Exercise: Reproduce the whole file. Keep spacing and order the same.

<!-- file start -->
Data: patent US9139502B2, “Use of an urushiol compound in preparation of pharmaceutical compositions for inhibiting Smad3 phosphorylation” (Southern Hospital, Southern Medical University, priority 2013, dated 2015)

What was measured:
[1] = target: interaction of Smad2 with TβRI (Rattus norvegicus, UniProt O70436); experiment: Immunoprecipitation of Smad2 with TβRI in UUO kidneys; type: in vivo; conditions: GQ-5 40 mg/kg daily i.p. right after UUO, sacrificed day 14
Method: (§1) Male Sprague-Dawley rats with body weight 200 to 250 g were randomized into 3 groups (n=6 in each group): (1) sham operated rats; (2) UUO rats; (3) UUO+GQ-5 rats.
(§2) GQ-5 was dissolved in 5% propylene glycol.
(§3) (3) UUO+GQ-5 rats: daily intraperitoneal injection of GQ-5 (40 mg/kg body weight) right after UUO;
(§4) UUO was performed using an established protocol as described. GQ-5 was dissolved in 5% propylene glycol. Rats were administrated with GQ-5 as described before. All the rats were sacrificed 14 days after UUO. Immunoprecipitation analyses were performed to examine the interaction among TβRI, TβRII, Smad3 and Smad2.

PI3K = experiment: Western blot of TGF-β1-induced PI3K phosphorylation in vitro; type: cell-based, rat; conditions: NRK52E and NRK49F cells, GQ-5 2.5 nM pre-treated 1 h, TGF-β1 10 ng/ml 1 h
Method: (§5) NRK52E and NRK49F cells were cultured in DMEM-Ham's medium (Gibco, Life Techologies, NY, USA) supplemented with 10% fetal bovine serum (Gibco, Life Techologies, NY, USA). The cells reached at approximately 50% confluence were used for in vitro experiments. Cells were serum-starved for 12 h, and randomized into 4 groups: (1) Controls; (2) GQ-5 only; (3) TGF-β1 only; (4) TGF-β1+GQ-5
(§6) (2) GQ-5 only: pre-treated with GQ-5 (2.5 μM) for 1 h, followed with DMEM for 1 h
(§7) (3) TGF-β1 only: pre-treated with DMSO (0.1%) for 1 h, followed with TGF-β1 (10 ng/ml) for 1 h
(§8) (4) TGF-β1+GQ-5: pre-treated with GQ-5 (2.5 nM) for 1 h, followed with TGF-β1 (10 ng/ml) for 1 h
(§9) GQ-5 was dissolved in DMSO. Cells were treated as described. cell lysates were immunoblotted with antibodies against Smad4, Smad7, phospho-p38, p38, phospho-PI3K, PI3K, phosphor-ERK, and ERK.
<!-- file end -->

Data: patent US9139502B2, “Use of an urushiol compound in preparation of pharmaceutical compositions for inhibiting Smad3 phosphorylation” (Southern Hospital, Southern Medical University, priority 2013, dated 2015)

What was measured:
[1] = target: interaction of Smad2 with TβRI (Rattus norvegicus, UniProt O70436); experiment: Immunoprecipitation of Smad2 with TβRI in UUO kidneys; type: in vivo; conditions: GQ-5 40 mg/kg daily i.p. right after UUO, sacrificed day 14
Method: (§1) Male Sprague-Dawley rats with body weight 200 to 250 g were randomized into 3 groups (n=6 in each group): (1) sham operated rats; (2) UUO rats; (3) UUO+GQ-5 rats.
(§2) GQ-5 was dissolved in 5% propylene glycol.
(§3) (3) UUO+GQ-5 rats: daily intraperitoneal injection of GQ-5 (40 mg/kg body weight) right after UUO;
(§4) UUO was performed using an established protocol as described. GQ-5 was dissolved in 5% propylene glycol. Rats were administrated with GQ-5 as described before. All the rats were sacrificed 14 days after UUO. Immunoprecipitation analyses were performed to examine the interaction among TβRI, TβRII, Smad3 and Smad2.

PI3K = experiment: Western blot of TGF-β1-induced PI3K phosphorylation in vitro; type: cell-based, rat; conditions: NRK52E and NRK49F cells, GQ-5 2.5 nM pre-treated 1 h, TGF-β1 10 ng/ml 1 h
Method: (§5) NRK52E and NRK49F cells were cultured in DMEM-Ham's medium (Gibco, Life Techologies, NY, USA) supplemented with 10% fetal bovine serum (Gibco, Life Techologies, NY, USA). The cells reached at approximately 50% confluence were used for in vitro experiments. Cells were serum-starved for 12 h, and randomized into 4 groups: (1) Controls; (2) GQ-5 only; (3) TGF-β1 only; (4) TGF-β1+GQ-5
(§6) (2) GQ-5 only: pre-treated with GQ-5 (2.5 μM) for 1 h, followed with DMEM for 1 h
(§7) (3) TGF-β1 only: pre-treated with DMSO (0.1%) for 1 h, followed with TGF-β1 (10 ng/ml) for 1 h
(§8) (4) TGF-β1+GQ-5: pre-treated with GQ-5 (2.5 nM) for 1 h, followed with TGF-β1 (10 ng/ml) for 1 h
(§9) GQ-5 was dissolved in DMSO. Cells were treated as described. cell lysates were immunoblotted with antibodies against Smad4, Smad7, phospho-p38, p38, phospho-PI3K, PI3K, phosphor-ERK, and ERK.